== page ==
Gravel Roads: For thee, not for me

I overheard this recently. Though the words aren’t verbatim, they’re close. Guy #2 was actually starting to get a bit mad at Guy #1.

Guy 1: You’ve got a great location out here. It’s beautiful.

Guy 2: Thanks. We love it.

Guy 1: I noticed that this area passed a law saying that no more roads can be paved. You’ve got a nice long gravel road you live on. You must love it.

Guy 2: Yeah. We really love it.

Guy 1: I’ll bet. It’s great. I love gravel roads.

Guy 2: What? I thought you were kidding. We absolutely HATE it.

Guy 1: No, no, no. It’s wonderful.

Guy 2: What? Every time someone drives past, we get a huge cloud of dust all over our house and windows. If we’re sitting on the porch and a car goes by, we have to go inside for ten minutes or we have to take a shower and wash our clothes.

Guy 1: It’s so nice leaving roads unpaved. It’s a lot more natural, you know? Everything is getting so built up it’s nice to have something a little more rural. When I was a kid, almost all the roads were gravel and we loved it.

Guy 2: You’re welcome to it. We hate it. We’ve been hoping for years that they’d pave this. We have to wash our cars all the time. I was so mad when the council passed that proposal. I couldn’t believe it.

Guy 1: No, no, no. This is much better. I wish more places would pass laws like that.

Guy 2: Do you live on a gravel road?

Guy 1: No. I live in town. But I sure like the fact that I can go out and find places like this.

At this point, Guy 2 just shook his head and walked away. Guy 1 kept muttering to himself about how nice gravel roads were.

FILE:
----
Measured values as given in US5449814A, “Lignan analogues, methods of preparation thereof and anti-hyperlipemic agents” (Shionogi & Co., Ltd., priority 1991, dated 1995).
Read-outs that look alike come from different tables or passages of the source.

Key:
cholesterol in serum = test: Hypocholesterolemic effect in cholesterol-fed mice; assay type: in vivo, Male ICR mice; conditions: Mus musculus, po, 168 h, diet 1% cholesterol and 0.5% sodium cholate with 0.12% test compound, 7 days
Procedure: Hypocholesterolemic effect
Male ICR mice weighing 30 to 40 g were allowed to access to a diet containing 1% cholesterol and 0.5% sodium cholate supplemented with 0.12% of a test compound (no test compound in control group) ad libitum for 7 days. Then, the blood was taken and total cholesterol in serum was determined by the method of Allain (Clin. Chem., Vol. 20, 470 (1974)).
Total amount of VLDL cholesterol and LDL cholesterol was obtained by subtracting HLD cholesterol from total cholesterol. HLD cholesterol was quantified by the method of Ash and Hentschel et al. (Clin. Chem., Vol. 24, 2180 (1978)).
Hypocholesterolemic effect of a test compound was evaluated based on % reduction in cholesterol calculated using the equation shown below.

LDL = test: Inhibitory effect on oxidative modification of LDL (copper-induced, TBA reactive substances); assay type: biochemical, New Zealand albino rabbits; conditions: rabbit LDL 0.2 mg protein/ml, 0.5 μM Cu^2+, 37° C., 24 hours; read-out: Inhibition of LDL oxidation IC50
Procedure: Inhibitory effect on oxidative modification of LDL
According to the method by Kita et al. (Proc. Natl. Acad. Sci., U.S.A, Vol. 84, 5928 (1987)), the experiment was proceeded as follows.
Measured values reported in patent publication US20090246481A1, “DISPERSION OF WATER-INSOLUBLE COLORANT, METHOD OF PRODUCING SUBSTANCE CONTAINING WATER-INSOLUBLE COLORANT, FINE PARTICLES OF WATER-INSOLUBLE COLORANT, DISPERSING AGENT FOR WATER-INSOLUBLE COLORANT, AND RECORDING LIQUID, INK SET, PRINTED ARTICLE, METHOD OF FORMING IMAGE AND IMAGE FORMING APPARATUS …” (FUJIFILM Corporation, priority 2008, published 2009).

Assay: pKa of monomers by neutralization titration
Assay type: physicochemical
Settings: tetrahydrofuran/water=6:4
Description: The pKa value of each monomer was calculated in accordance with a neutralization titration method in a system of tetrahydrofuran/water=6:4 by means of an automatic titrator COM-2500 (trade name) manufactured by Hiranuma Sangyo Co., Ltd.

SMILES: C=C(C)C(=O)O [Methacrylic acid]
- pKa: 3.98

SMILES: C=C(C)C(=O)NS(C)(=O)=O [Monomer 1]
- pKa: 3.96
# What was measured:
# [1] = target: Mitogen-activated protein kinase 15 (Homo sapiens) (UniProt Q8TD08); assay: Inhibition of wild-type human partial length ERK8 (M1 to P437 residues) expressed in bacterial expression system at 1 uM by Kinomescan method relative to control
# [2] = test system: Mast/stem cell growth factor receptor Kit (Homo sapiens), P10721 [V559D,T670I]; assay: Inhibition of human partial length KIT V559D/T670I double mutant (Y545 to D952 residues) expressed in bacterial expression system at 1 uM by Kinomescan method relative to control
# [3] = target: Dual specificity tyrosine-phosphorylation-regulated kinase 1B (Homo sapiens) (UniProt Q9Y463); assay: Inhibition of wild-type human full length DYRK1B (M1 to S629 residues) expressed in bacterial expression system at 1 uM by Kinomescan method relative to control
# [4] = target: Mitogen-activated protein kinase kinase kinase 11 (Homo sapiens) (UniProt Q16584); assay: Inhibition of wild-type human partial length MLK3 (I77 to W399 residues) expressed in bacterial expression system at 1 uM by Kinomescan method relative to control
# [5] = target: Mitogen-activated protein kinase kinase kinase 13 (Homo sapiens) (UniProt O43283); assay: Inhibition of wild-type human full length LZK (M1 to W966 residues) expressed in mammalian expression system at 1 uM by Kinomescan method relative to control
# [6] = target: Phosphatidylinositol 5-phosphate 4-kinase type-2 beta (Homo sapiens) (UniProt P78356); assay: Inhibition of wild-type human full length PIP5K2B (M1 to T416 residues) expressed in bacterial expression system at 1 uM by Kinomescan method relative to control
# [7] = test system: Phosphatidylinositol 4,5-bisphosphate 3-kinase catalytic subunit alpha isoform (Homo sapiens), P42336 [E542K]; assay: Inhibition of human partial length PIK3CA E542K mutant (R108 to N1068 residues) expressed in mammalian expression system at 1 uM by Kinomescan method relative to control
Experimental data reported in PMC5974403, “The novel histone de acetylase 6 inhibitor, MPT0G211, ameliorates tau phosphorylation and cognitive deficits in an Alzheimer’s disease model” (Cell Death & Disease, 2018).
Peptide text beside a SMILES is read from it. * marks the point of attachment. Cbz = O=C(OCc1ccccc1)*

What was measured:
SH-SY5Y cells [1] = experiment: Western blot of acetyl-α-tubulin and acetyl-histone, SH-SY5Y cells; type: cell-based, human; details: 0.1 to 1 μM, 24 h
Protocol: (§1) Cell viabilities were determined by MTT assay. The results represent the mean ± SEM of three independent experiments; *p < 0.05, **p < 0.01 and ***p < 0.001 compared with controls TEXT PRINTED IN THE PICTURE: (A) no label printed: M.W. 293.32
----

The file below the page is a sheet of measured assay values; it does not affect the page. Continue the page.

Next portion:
Comments

  1. Reminds me of the Critical Areas Ordinance here in King County, WA. It was an EXTREMELY draconian ordinance that SEVERELY restricted property rights for rural residents. Not a little. *A LOT* However, it was passed by urban folks that wanted to make sure their Sunday drives in the country stayed as building-free as possible. Not by anyone who’s life was affected by it.

    It lasted a while until thrown out, but not before causing severe financial damage to plenty of innocent folks.

    Seattle residents (as a whole) couldn’t care less.

  2. The walls that the country’s founders built to prevent the tyranny of the majority have slowly and deliberately been chipped away for a long time. When private property is no longer completely sacrosanct, there are a lot of awesome things that the elite can do with it, on your behalf of course. Sort of like the Supreme Court decision on Eminent Domain. This is obviously a case of public property not private, but for what reason does the government administer public property if not for the use by the private? I would expect at least a big refund on my county taxes for all the money saved not paving my street. Along with some Unicorn steaks and a nice perpetual motion machine.

  3. Much worse than gravel roads are what we live on, a sand road! That is untill I got the local barber to scare the county judge into paving a strech in front of our house!

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